Dem leaders: Cuts to Medicare benefits off the table in deficit negotiations. "Democratic party leaders on Wednesday argued that they had already put Medicare cuts on the table in deficit talks, but they ruled out any reduction to benefits...Rep. John Larson (D-Conn.), who heads the House Democratic Caucus, echoed that message, claiming there's more than $700 billion in savings to be had by ironing out inefficiencies in the healthcare system that wouldn't affect direct benefits. He suggested fixing those problems shouldn't be a partisan issue." Mike Lillis in The Hill.

Your humble Wonkbooker explains: Policy by policy, examining the austerity crisis. First, the Bush tax cuts.

Obama: I'm flexible on top tax rate. "President Barack Obama signaled he wouldn't insist tax rates on upper-income Americans rise to Clinton-era peaks as part of a deficit-reduction deal, showing new flexibility as he tries to accelerate talks with congressional Republicans...Retreating from the Clinton-era levels opens up a number of new possibilities. Negotiators could pursue having tax rates rise on upper-income Americans to 37% or 38% instead of 39.6%. That could be coupled with new limits on the tax breaks for those households, something GOP leaders say they would oppose. Another option would be to leave rates unchanged but lower the income thresholds for when higher rates kick in, which Democrats would dislike." Damian Paletta and Carol E. Lee in The Wall Street Journal.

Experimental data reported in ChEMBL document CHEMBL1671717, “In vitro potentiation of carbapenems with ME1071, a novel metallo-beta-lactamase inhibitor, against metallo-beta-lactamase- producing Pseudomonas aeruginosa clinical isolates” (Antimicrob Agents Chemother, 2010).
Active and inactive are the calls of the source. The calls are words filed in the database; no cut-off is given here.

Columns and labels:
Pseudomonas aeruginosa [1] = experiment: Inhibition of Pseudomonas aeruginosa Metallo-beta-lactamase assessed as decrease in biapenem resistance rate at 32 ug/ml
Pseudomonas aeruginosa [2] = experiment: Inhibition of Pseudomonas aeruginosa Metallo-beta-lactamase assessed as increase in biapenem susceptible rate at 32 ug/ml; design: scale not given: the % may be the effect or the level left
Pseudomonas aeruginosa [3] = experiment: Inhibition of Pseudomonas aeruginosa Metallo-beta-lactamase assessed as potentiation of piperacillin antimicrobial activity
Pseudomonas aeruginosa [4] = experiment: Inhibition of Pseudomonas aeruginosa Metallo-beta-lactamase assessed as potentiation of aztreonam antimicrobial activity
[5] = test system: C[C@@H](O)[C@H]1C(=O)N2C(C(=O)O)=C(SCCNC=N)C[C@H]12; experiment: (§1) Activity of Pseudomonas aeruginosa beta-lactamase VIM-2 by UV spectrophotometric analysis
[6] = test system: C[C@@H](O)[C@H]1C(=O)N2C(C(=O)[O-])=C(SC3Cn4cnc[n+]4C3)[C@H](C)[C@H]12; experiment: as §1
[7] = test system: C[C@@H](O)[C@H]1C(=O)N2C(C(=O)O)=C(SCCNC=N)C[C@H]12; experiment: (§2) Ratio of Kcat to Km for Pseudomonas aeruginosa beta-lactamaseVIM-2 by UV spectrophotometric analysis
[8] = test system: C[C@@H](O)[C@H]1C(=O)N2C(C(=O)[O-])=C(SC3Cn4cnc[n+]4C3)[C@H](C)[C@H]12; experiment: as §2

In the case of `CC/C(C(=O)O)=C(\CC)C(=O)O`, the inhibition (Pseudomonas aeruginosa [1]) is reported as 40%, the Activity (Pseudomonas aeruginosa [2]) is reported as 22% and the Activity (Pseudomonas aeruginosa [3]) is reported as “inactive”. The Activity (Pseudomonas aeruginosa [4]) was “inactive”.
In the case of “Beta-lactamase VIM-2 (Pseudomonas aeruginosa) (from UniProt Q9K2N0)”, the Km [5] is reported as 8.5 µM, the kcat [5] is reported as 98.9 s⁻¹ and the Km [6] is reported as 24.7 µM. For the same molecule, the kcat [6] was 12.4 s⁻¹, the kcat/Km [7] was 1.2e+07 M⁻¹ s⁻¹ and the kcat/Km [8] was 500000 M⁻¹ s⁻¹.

@sam_baker: kicking the can over the cliff is beyond the pale. insufferable political cliches, call your office!

Bowles himself is an austerity-crisis pessimist. "Bowles said his pessimism stems from the pace of negotiations so far, as well as the remaining gulf between the parties. Congress now has just 10 legislative working days left before the new year." Rosalind S. Helderman in The Washington Post.

@mattyglesias: I’m baffled as to what the true preferences of Democratic leaders are as to the fiscal cliff outcome. Does anyone think they know?

House Republican Tom Cole urges GOP to take Obama deal. "Rep. Tom Cole (R-Okla.) said Tuesday that Republicans in Congress should allow the Bush tax cuts for the wealthy to expire, arguing that it wouldn’t violate their pledge not to raise taxes Speaking at a private session, the former National Republican Congressional Committee chairman said his party should agree to tax cuts for income under $250,000 a year, avert the fiscal cliff and argue over tax cuts for the wealthy later." Aaron Blake in The Washington Post.

@TheStalwart: Why do we need to get a long-term deficit reduction framework to avert the fiscal cliff?